(I know that not everyone has had a mild winter this year. Last year winter in the Pacific Northwest was long and cold, with record snow accumulations. If you have struggled through the snow in the South you have my sympathies.)

This sunny, warm weather has me thinking of spring and my garden.

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After-School Snacks that Tread Lightly on the Planet (and your Grocery Budget)

If you’ve been following my posts here at 5 Minutes for Going Green, you know I’m all about taking baby steps toward eco-living. In other words, I tend to take two steps forward, followed by at least one squarely on my cushy bottom.
One step forward I’ve taken recently is to bake and cook healthy, whole-food after-school snacks for my kids. I’m tired of buying over-processed, heavily-packaged snack foods that destroyed my grocery budget.

Three winning recipes my (picky) kids happily eat:

Egg and cheese sandwiches:

2 packages English muffins (I buy wheat)

2 dozen eggs (I go with free range)

24 slices cheese (cheddar for our family)

Optional: ham slices or the veggie equivalent (we like Yves brand)

Fry the eggs individually (we cracked them right into circular cookie cutters on the griddle to keep their shape).

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The Dinner Co-Op: an Easy Way to be Green?

A number of years ago, an acquaintance of mine belonged to a dinner co-op. The concept was simple: four friends (living on the same block) shared the burden of the evening meal. Each friend was assigned one day of the week (Monday through Friday) and on her assigned day, cooked dinner for all four families. The other three days, she sat back and waited for her family’s meal to be delivered.

At the time, I thought it sounded like a convenient idea–even an ingenious idea–but I didn’t consider it to be necessarily a ‘green’ idea. I realize now I was wrong: dinner co-ops are a great way to be environmentally responsible while enjoying the awesome benefit of cooking only once or twice a week.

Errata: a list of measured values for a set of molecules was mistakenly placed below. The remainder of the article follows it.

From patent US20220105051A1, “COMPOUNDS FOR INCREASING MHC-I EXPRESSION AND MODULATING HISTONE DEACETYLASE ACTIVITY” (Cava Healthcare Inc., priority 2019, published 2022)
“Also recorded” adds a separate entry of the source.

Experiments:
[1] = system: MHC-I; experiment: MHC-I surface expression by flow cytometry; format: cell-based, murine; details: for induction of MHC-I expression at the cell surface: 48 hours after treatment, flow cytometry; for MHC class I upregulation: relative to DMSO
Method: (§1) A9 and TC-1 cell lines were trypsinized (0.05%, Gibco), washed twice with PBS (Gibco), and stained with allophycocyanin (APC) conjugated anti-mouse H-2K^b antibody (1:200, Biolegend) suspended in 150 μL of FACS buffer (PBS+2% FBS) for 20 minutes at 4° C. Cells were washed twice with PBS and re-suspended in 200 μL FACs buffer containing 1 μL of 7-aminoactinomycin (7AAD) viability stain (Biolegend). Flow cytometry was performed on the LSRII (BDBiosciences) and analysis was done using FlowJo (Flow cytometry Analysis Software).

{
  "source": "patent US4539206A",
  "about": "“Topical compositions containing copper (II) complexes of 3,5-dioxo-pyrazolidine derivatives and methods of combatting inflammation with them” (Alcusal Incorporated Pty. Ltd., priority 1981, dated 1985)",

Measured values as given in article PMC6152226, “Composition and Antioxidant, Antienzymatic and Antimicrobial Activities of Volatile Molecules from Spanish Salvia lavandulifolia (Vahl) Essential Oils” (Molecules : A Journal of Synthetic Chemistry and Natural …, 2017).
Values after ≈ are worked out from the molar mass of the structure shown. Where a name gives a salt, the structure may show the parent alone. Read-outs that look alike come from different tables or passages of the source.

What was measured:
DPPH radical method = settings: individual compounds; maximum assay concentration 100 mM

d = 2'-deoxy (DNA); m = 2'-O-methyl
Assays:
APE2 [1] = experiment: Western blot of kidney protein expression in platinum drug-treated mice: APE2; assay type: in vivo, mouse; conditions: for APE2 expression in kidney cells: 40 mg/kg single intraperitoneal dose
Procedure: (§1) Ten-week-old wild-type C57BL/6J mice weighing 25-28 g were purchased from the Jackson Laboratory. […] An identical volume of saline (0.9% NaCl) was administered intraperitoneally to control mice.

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Package Sizing and Sustainability

My grocery buying habits have shifted over the years. Once upon a time (in a long forgotten age) I was a single university student living alone. Most of the food I bought came in small packages. In the first place, there just wasn’t much cupboard space in my tiny apartment. In the second place, there was no way I could get through the economy sized tub of mayonnaise before it spoiled. But then I got married and had one baby, and another. And suddenly we were going through food at an alarming rate. These days I do opt for the economy sized mayonnaise , because we will eat it and it’s, you know, economical.

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Join Us for the Eat Local Challenge

It is no secret that I love food. Local, slow, whole, delicious food. It should be no surprise then that I simply could not resist the opportunity to spread the word that the fifth annual Eat Local Challenge is underway.

I don’t recall a fundamental shift in perception ever having taken place. Rather, it was a slow and steady evolution that led us to curb our long-distance consumption at the dinner table. It wasn’t a conscious decision made, but it did turn out most convenient and achievable that way. I imagine much in the same ways that it would be most achievable for other families to go about it in the same way; slowly integrating local when and where it’s most possible.